The Slatest

The U.S. Strategy Against ISIS Depends on an Iraqi Military That Doesn’t Exist

Volunteer Shiite fighters in Anbar province on Feb. 24, 2015.

Photo by Ahmad Al-Rubaye/AFP/Getty Images

After this past weekend, it’s going to be a lot harder for the U.S. military to claim, as senior officers were until late last week, that ISIS is “on the defensive.” The Iraqi city of Ramadi is now under ISIS control after the last Iraqi security forces fled on Sunday. The loss of the capital of Iraq’s largest province, Anbar, came despite weeks of U.S. airstrikes aimed at heading off the ISIS advance. It’s a bitter defeat for the U.S. military.

It was in Anbar, in 2006, that Sunni tribes joined with American forces to rout al-Qaida in the defining success of the military’s “surge” strategy in Iraq. Now, the region is in the hands of al-Qaida’s successor and it’s not immediately clear what can be done about it.

Even more worrying than ISIS’s successful offense is how quickly Iraqi security forces abandoned the city. It’s a clear sign that the country’s military is nowhere near ready to take the group on. A lot of the blame for this lies with former Prime Minister Nouri al-Maliki, who (probably intentionally) allowed sectarianism and corruption to hollow out the Iraqi military from the inside to the point that it was easily routed by a vastly smaller group of ISIS fighters last summer. The U.S. hope has been that under a supposedly more inclusive government and a redoubled U.S. training effort, the Iraqi armed forces could be transformed into something capable of at least securing the country’s borders. But that’s clearly still a long way off.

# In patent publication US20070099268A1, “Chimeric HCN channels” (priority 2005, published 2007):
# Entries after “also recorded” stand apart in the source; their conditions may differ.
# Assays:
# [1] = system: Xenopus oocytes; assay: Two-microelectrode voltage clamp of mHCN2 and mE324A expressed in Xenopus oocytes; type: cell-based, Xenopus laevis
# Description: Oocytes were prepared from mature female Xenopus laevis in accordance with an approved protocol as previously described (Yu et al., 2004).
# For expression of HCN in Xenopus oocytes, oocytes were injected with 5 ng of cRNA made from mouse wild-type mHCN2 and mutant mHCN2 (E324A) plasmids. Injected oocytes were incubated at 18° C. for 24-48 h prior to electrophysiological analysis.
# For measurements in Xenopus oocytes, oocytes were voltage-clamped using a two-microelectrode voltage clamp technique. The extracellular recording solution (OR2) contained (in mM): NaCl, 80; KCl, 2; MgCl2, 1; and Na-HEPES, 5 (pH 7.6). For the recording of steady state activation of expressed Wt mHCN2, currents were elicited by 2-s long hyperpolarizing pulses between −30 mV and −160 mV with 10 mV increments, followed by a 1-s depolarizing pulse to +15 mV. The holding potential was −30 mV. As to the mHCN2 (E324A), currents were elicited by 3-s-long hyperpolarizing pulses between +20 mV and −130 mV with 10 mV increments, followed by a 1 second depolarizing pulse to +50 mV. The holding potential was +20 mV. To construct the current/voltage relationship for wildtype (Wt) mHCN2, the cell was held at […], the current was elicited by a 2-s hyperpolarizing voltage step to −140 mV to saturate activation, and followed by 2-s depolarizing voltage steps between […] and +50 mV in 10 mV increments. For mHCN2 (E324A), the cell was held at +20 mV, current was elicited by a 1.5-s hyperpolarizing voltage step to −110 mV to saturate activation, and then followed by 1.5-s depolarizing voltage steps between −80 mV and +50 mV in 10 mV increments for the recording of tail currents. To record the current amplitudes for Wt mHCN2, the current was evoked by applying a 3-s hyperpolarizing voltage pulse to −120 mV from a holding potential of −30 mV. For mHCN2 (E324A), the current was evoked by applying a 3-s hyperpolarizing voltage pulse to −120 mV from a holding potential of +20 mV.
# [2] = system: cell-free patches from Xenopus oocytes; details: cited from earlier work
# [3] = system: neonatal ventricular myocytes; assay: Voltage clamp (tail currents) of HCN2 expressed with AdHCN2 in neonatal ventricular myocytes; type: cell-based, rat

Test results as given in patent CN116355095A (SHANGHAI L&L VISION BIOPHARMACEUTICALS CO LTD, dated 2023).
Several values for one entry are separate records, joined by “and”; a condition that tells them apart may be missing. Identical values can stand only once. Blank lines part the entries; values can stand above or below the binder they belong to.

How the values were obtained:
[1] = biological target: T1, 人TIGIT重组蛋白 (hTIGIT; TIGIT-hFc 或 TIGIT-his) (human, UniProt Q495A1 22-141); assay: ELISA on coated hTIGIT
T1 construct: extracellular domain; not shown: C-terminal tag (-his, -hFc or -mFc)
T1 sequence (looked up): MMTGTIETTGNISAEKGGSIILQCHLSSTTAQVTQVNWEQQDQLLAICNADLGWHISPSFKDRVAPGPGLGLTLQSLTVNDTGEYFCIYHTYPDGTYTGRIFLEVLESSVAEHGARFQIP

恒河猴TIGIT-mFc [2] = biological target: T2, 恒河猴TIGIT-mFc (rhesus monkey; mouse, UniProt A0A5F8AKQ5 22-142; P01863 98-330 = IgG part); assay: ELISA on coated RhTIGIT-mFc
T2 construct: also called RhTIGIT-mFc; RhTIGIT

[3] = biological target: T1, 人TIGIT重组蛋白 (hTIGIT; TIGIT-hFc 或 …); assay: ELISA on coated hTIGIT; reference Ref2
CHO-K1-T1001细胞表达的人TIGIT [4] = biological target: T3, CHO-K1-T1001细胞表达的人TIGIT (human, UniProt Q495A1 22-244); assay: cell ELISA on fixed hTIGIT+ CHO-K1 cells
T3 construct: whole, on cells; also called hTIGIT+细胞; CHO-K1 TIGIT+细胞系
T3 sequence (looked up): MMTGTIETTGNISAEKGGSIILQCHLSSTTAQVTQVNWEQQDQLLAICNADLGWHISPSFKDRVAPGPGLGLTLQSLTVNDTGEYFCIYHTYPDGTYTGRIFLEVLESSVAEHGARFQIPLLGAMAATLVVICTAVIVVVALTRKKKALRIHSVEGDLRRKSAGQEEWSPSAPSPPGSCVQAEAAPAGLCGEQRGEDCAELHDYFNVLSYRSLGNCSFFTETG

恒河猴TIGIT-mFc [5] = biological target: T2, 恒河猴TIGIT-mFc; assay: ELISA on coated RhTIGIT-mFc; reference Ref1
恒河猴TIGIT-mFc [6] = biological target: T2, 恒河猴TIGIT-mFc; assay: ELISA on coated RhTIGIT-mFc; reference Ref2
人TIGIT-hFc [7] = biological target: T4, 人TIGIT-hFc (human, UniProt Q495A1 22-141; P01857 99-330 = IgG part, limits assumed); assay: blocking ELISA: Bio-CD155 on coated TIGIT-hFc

U.S. trainers on the ground say Iraqi forces are still in a shocking state of disrepair. It’s not even entirely clear how many Iraqi troops there are: In April the New York Times reported that estimates vary from 50,000 to 140,000, down from more than 280,000 a few years ago. The notable victories in the campaign against ISIS have come at the hands of Iranian-backed Shiite militias or Kurdish Peshmerga forces, backed by U.S. airpower. In the successful battle to retake Tikrit in March, for instance, it was estimated that less than a third of the Iraqi forces were official military and that army commanders were taking orders from the militia.

A column of Shiite militia fighters has now been called up by the Iraqi government to retake Ramadi, deep within Iraq’s “Sunni triangle.” Even if they are successful, it will likely deepen the country’s sectarian divisions, increase Tehran’s influence over the country, and feed the Sunni resentment that made it so easy for ISIS to infiltrate Iraq in the first place. Many locals likely don’t see the militias as significantly better than ISIS.

The current U.S. strategy for preserving an independent and unified Iraq state and expelling ISIS without committing U.S. ground troops assumes the existence of a cohesive and battle-ready Iraqi military that, for the moment, doesn’t exist. Not surprisingly, the strategy doesn’t seem to be working.